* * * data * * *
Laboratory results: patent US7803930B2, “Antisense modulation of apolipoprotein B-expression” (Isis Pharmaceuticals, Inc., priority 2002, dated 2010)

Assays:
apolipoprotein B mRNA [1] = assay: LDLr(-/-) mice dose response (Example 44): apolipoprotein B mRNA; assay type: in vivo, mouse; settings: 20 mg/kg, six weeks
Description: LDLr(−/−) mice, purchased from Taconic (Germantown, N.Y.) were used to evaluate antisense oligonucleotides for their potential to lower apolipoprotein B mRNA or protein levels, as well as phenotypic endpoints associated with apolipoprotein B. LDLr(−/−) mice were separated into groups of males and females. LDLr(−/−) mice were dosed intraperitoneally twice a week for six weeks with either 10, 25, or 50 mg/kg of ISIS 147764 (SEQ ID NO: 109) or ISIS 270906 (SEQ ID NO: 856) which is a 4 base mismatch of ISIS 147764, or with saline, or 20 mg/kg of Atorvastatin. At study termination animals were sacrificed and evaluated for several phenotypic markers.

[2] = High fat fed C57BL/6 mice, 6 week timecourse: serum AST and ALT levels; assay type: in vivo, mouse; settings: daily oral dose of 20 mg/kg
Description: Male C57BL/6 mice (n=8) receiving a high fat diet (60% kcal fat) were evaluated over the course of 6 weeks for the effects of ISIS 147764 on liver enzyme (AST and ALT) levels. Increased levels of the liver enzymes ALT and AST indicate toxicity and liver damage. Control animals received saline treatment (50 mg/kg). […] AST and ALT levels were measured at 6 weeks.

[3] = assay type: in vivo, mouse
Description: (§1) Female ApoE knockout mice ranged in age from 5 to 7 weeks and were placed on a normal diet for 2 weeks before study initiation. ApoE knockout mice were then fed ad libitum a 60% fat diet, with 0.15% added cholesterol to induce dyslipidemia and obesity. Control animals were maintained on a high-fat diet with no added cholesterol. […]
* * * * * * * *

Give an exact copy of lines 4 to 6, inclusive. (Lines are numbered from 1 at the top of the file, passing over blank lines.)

Description: LDLr(−/−) mice, purchased from Taconic (Germantown, N.Y.) were used to evaluate antisense oligonucleotides for their potential to lower apolipoprotein B mRNA or protein levels, as well as phenotypic endpoints associated with apolipoprotein B. LDLr(−/−) mice were separated into groups of males and females. LDLr(−/−) mice were dosed intraperitoneally twice a week for six weeks with either 10, 25, or 50 mg/kg of ISIS 147764 (SEQ ID NO: 109) or ISIS 270906 (SEQ ID NO: 856) which is a 4 base mismatch of ISIS 147764, or with saline, or 20 mg/kg of Atorvastatin. At study termination animals were sacrificed and evaluated for several phenotypic markers.

[2] = High fat fed C57BL/6 mice, 6 week timecourse: serum AST and ALT levels; assay type: in vivo, mouse; settings: daily oral dose of 20 mg/kg
Description: Male C57BL/6 mice (n=8) receiving a high fat diet (60% kcal fat) were evaluated over the course of 6 weeks for the effects of ISIS 147764 on liver enzyme (AST and ALT) levels. Increased levels of the liver enzymes ALT and AST indicate toxicity and liver damage. Control animals received saline treatment (50 mg/kg). […] AST and ALT levels were measured at 6 weeks.